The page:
Calvin on the Sabbath

Foundational to right worship and liturgical practices is an undergirding conviction regarding when to gather for worship and what this day looks like. The fourth commandment in the Decalogue reads, “Remember the Sabbath day, to keep it holy. Six days you shall labor and do all your work, but the seventh day is the Sabbath of the Lord your God. In it you shall do no work… For in six days the Lord made the heavens and the earth, the sea, and all that is in them, and rested the seventh day. Thereforethe Lord blessed the Sabbath day and hallowed it” (Ex. 20:8-11). This commandant of the Jewish Sabbath under the Old Covenant is fairly clear and straightforward. But how does it relate to the New Covenant and what Christians refer to as ‘the Lord’s Day’?

Calvin identifies three purposes of the Jewish Sabbath: “First… the divine Lawgiver meant to furnish the people of Israel with a type of spiritual rest by which believers were to cease from their own works, and allow God to work in them. Secondly, he meant that there should be a stated day on which they should assemble to hear the Law, and perform religious rites… Thirdly, he meant that servants, and those who lived under the authority of others, should be indulged with a day of rest…”[1]At the advent of Christ, however, “the ceremonial part of the commandment was abolished. He is the truth, at whose presence all the emblems vanish; the body, at the sight of which the shadows disappear.”[2]For Calvin, Christ is the “true completion of the Sabbath” and he refers to Romans 6:4[3]and Colossians 2:16-17[4]in support of this position.[5]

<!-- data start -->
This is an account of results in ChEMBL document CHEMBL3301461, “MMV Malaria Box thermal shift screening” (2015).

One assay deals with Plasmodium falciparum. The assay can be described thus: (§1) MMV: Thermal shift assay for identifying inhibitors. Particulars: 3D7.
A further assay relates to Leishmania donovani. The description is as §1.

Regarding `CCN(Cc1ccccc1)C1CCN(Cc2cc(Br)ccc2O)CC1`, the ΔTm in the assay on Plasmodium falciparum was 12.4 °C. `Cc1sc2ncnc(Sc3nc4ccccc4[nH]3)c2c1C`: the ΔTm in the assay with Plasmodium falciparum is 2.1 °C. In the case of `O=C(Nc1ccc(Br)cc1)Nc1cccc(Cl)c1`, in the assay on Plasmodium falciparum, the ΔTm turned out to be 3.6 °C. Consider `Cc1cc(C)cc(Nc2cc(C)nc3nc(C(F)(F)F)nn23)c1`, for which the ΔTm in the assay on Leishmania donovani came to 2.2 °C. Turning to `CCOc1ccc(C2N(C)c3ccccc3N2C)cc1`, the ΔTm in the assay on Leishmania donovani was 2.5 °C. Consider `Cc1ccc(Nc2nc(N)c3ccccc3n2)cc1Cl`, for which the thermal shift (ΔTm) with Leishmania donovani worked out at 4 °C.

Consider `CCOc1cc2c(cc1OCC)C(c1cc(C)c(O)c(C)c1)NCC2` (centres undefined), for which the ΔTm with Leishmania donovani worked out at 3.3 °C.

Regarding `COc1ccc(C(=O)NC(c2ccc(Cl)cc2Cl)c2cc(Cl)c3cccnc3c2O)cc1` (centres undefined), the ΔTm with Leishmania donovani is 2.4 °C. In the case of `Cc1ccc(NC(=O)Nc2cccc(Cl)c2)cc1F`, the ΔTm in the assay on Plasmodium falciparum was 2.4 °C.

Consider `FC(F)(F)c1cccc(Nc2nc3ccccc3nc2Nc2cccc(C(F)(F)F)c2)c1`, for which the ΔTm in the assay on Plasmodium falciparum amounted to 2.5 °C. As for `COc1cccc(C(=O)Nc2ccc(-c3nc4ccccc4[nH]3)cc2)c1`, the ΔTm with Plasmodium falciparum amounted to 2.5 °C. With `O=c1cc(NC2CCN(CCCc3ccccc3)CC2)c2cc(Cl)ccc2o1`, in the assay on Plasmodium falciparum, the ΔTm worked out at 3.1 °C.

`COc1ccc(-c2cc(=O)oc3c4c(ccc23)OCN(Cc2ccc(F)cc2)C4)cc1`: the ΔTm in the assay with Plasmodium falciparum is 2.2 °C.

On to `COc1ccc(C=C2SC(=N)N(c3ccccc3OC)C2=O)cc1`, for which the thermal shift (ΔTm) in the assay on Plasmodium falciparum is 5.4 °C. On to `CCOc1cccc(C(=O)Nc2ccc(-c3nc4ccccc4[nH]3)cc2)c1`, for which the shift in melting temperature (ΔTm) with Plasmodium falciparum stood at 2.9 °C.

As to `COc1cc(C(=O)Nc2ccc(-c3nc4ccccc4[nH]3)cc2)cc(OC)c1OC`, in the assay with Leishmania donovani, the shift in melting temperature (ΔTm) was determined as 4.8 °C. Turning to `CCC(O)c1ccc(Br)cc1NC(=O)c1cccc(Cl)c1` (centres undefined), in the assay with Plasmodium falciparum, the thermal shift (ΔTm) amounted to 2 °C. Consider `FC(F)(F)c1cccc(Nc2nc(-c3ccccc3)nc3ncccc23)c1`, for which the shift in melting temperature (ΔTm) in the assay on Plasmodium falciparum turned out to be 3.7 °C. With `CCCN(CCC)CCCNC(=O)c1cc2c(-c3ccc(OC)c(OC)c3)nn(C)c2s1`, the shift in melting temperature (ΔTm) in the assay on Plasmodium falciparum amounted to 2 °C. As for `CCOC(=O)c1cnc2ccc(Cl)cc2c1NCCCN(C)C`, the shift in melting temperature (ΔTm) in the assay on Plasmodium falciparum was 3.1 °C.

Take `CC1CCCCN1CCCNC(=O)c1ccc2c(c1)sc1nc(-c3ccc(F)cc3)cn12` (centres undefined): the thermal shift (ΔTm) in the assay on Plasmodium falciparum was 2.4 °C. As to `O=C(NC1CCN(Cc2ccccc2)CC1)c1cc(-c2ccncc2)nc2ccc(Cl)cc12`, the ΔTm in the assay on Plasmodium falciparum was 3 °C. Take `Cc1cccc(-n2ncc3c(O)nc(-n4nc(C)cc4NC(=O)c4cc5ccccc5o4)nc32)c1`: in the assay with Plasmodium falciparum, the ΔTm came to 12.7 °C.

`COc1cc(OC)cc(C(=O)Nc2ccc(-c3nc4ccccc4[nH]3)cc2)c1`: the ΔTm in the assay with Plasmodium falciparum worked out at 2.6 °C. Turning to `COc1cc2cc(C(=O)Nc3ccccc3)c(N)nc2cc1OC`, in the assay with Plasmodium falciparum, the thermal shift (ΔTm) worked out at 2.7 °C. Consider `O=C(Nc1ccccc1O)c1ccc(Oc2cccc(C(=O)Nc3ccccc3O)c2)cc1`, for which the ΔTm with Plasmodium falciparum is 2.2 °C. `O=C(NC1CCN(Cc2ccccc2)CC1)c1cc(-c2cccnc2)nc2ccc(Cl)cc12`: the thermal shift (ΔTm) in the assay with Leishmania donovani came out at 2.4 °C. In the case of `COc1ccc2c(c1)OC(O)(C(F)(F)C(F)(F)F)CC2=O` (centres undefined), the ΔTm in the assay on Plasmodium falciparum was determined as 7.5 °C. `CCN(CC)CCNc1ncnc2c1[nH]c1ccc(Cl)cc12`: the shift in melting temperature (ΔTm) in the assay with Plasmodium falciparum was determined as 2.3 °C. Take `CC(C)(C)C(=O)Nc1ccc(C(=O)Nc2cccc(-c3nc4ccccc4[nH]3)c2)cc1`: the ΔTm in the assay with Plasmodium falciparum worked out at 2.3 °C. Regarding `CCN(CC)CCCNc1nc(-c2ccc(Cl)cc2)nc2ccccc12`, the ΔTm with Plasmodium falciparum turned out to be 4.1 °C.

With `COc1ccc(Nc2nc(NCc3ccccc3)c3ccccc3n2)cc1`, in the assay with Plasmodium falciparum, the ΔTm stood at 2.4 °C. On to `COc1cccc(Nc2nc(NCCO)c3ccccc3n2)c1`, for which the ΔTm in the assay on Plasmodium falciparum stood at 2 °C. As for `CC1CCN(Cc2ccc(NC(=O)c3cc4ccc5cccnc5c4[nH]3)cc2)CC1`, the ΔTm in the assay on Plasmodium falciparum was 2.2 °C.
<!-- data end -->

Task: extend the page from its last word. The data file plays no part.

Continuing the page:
That said, Calvin believes that “there is still room” for Christians to assemble on “stated days for the hearing of the word, the breaking of the mystical bread, and public prayer” as well as to themselves and their workers rest from their labors.[6]The reason for there still “being room” for such a practice is that both of the aforementioned reasons for the Sabbath (worship and rest) “are equally applicable to us as the Jews”—gathering is commanded by Scripture, and we are to do all things decently and in order (1 Cor. 14:40). Calvin believed that it would be impossible to maintain decency and order without stated days, and the dissolution of them “would instantly lead to the disturbance and ruin of the church.”[7]Therefore in summary of Calvin’s position, “the Jewish holy day was abolished; and as a thing necessary to retain decency, order, and peace in the church, another day was appointed for that purpose.”[8]

Therefore, once a year the Small Council of Geneva dispatched a town crier to remind all citizens that they were required by law to attend the Wednesday and Sunday worship services. Additionally, all workers (except those who provided essential services) were required to cease from their labors for spiritual and physical rest.[9]


[1]John Calvin (trans. Henry Beveridge). Institutes of the Christian Religion (Peabody, Mass.: Hendrickson Publishers), 2.8.28.

[2]John Calvin (trans. Henry Beveridge). Institutes of the Christian Religion (Peabody, Mass.: Hendrickson Publishers), 2.8.31.

[3]“We are buried with him by baptism unto death: that like as Christ was raised up from the dead by the glory of the Father, even so we should walk in newness of life.”

[4]“Let no man therefore judge you in meat, or in drink, or in respect of an holiday, or of the new moon, or of the sabbath days; which are a shadow of things to come; but the body is of Christ.”

[5]John Calvin (trans. Henry Beveridge). Institutes of the Christian Religion (Peabody, Mass.: Hendrickson Publishers), 2.8.31.

[6]Ibid. 2.8.32.

[7]Ibid.

[8]Ibid. 2.8.33.

[9]Scott M. Manetsch. Calvin’s Company of Pastors (Oxford: Oxford University Press), 130.

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